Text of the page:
Every time I go hiking in the La Majella national park, I stop to admire round grey stone huts that are scattered here and there in the area. The Abruzzo landscape wouldn’t be the same without these crumbling, primeval looking structures called “tholos”, or “la caciara” in the local dialect.
For centuries shepherds used tholoi (plural of tholos) as shelters where they would spend the night or wait out bad weather. They were also used for making and storing cheese. Nowadays, groups of boy scouts stay in them overnight during wilderness camps.
Locals say that the oldest caciara in the area has been standing here for 300 years. The tradition of stone huts came from the south of Italy, Puglia, where similar structures exist. Shepherds moving their herds towards the mountains built tholoi along the transhumance route. They were quick and simple to erect using dry-stone technique yet each of them looked different. Shepherds would often enlarge, rebuild or change existing stone structures in whatever way they wanted, turning them into a collective creation. The area where I live, around the villages of Abbateggio, Roccamorice and Lettomanoppello, is especially rich with tholoi, some of them have been restored by locals.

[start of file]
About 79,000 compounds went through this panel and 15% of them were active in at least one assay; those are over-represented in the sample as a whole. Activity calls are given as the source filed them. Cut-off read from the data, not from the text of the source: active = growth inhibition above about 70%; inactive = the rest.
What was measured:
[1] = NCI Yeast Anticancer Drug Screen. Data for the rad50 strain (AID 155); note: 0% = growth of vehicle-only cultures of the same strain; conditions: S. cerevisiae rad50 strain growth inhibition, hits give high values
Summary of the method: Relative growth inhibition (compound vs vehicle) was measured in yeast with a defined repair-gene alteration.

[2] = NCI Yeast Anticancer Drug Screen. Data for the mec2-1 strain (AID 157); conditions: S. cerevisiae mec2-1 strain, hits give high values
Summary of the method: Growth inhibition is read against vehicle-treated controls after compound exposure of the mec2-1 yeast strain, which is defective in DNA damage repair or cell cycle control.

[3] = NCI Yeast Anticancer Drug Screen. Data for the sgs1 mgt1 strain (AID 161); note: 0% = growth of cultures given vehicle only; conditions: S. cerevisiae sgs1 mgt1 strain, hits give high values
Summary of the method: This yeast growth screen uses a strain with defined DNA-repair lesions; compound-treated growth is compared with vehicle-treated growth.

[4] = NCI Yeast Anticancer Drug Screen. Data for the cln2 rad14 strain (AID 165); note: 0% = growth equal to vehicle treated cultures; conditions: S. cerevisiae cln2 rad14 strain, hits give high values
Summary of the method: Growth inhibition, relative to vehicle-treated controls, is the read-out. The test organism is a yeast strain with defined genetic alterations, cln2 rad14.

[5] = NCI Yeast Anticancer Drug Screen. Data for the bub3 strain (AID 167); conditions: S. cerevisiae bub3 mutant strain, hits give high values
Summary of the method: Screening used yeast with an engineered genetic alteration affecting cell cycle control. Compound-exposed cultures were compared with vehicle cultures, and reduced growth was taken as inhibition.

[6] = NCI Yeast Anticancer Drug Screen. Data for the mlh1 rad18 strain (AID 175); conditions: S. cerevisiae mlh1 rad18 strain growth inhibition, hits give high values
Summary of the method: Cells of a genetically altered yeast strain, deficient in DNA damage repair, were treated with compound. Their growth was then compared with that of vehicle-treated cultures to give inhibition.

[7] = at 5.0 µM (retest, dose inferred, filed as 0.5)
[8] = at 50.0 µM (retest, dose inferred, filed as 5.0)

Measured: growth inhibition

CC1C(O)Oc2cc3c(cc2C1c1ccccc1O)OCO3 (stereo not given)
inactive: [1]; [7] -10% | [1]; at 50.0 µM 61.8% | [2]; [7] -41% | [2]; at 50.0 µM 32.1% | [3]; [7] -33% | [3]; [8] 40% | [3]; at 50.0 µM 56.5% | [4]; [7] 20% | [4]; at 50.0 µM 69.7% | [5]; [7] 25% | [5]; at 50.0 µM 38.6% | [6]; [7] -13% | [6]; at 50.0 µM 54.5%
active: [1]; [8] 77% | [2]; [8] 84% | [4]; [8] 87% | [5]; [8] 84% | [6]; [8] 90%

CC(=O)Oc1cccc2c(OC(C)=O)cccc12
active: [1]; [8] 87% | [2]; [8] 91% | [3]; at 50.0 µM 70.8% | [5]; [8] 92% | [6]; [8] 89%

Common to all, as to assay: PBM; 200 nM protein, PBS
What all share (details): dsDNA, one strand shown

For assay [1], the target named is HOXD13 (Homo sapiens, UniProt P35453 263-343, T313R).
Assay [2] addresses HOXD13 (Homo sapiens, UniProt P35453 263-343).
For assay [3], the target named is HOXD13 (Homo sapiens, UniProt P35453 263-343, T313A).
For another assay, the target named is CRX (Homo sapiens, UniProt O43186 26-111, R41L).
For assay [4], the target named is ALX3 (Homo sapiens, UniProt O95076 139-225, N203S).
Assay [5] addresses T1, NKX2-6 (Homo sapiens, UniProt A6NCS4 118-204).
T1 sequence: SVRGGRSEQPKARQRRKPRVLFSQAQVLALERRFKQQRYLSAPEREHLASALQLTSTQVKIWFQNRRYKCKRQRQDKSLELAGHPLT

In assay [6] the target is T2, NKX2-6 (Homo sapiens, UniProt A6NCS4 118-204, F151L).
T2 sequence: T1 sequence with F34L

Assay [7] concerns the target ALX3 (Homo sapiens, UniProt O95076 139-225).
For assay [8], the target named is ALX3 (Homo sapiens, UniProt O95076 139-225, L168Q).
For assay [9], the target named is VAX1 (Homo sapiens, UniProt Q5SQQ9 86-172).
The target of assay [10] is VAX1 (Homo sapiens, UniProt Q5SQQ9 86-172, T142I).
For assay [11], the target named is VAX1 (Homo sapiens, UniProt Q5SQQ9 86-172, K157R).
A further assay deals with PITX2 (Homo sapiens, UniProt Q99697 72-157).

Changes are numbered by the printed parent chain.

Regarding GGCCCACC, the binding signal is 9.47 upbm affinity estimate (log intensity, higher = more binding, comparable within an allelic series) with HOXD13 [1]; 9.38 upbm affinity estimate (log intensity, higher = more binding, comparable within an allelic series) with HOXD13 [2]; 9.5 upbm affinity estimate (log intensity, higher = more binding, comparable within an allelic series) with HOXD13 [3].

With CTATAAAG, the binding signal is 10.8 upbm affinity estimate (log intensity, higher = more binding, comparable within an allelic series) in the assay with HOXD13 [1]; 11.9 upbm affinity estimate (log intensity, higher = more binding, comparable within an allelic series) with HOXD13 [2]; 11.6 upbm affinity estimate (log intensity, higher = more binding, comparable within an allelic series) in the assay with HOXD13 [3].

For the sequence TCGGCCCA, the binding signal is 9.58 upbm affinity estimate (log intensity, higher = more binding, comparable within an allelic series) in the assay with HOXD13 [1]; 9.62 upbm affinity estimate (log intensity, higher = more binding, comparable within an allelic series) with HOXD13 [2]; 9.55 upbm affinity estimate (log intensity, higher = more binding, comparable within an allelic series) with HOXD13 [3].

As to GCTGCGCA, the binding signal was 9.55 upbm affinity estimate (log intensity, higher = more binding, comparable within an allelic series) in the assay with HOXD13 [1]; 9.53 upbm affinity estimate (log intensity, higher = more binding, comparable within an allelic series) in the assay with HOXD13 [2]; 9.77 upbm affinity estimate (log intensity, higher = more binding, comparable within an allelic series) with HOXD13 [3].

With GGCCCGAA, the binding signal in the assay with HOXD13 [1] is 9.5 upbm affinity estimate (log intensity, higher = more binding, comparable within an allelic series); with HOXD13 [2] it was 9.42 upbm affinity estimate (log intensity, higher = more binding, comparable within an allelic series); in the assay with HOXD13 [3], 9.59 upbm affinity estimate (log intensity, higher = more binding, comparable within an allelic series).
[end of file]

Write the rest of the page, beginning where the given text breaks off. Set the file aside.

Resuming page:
I love the raw beauty of a tholos built with the stones found in the area, without any desire to dominate the landscape. They humbly blend in with the rocky surroundings, and, hidden by trees, can be invisible to an untrained eye. Their simplicity echoes the humility of pastoral life in the mountains. It reflects the wisdom that many of us have forgotten these days: the wisdom of living in harmony with nature.
Photo by Mario di Matteo